Allantois absorbs calcium from shell. Hence the shell becomes thin. It helps in rupturing the shell during hatching.
The mesoderm is proliferated by primitive streak. It is formed as two layers. In front of the primitive streak an area without mesoderm is present. It is called proamnion. After 48 hours of incubation the proamnion is also occupied by mesoderm. The mesoderm is divided into dorsal and intermediate and lateral mesoderms.

The notochordal cells arrange themselves to form a cylindrical, rod called notochordal process. It will begin at hensen's node and it slowly grows. Because of its growth the primitive streak is slowly reduced. By the end of gastrulation the primitive streak is reduced and incorporate into tail bud.
The dorsal mesoderm is located on either side of notochord. It is divided into segments. They are called somites. The first pair of somites will form after 21 hours of incubation. Afterwards, for every one hour one pair of somie will add. The 24 hours old embryo contains four pairs of somites.
The intermediate mesoderm connects the dorsal mesoderm with lateral mesoderm as a stalk. Afterwards it undergoes segmentation and give kidneys.
The lateral mesoderm extends on periphery of embryo, it is divisible into extra embryonic and embryonic mesoderms. This lateral mesoderm will split into two layers. The upper layer is called somatic mesoderm and inner layer is called splanchnic mesoderm. Ectoderm and somatic mesoderm will be called somatopleure. The splanchnic layer and endoderm will be called splanchnopleure. In between the two layers of mesoderm the space is called coelome.
Thus at the end of gastrulation specific organ forming areas started to develop.
The fully formed and freshly laid hen's egg is large. It is 3cm. in diameter and 5cm. in length. It contains enarmous amount of yolk. Such egg is called macrolecithal egg. The egg is oval in shape. The ovum contains a nucleus. It is covered by yolk free cytoplasm. It .is 3mm. in diameter. It is seen on the animal pole. The entire egg is filled with yolk. This yolk has alternative layers of yellow and white layers. They are arranged concentri­cally arround a flask shaped structure called latebra. Below the blastodisc the neck of latebra expands. This is called nucleus of pander. Yellow yolk got its colour because of carotenoids White yolk layers are thin and yellow yolk layers are thick. Yolk is a liquid. It contains 49% water and 33% phospholipids 18% proteins, vitamins, carbohydrates.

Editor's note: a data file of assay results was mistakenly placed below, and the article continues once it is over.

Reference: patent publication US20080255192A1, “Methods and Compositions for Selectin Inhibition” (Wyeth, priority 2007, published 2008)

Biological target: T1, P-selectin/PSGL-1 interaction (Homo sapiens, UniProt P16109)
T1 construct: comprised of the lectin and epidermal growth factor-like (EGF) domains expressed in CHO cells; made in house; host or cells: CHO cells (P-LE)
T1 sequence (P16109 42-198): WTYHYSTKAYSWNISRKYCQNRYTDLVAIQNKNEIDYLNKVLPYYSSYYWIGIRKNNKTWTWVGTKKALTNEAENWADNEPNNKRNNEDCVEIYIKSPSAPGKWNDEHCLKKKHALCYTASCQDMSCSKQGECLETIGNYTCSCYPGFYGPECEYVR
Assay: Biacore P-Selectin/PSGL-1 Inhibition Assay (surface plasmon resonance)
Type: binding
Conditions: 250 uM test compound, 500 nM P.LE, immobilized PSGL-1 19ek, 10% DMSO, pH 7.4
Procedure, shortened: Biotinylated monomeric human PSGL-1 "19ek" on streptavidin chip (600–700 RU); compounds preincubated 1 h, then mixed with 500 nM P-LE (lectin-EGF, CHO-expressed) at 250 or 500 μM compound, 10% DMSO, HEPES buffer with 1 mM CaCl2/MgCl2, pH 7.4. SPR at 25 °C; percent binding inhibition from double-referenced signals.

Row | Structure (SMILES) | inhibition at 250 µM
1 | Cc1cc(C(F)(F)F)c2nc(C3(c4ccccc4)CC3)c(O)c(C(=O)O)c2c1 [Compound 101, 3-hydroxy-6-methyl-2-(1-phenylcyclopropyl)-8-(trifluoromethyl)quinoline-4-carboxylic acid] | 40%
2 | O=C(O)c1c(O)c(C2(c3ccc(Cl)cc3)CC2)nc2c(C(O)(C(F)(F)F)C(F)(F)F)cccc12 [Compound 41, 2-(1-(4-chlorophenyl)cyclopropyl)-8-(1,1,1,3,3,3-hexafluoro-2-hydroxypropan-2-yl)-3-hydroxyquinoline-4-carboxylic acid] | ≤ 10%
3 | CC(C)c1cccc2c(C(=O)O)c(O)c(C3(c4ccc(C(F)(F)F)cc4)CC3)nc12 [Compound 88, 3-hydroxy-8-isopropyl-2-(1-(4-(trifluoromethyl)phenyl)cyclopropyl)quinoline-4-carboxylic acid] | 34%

The entire ovum is covered by plasma membrane. It is called plasmalemma. It is lipoprotein layer. This is ovum is covered by egg mem­branes.
Primary membranes: These membranes develop between oocyte and follicle. The primary membranes are secreted by follicle cells. It is called vitelline,membrane is come from two origins. Inner part is pro­duced by ovary. Outer part is from the falopian tube. (This is stated by Balinsky)

Secondary membranes: Oviduct secretes secondary mem­branes. Above vitelline membrane albumen is present. It is white in colour and it contains water and proteins. The outer layer of albumen is is called thin albumen. The middle layer of albumen is thick. It is called thick albumen, or dense albumen. The inner most albumen is very thick. It develops into chalazae. The chalazae are called balancers. They keep the ovum in the centre.

Shell membranes: Above the albumen two shell membranes are present. Towards the broad end of egg, in between the shell membranes an air space is present. This air space is formed when egg is laid cooled from 60°C to lesser temperature.
Shell: Above the shell membranes a shell is present, it is porous in nature. It is calcareous. This porous shell is useful for exchange of gases. In a freshly laid hen's egg shell is soft. Very soon it becomes hard.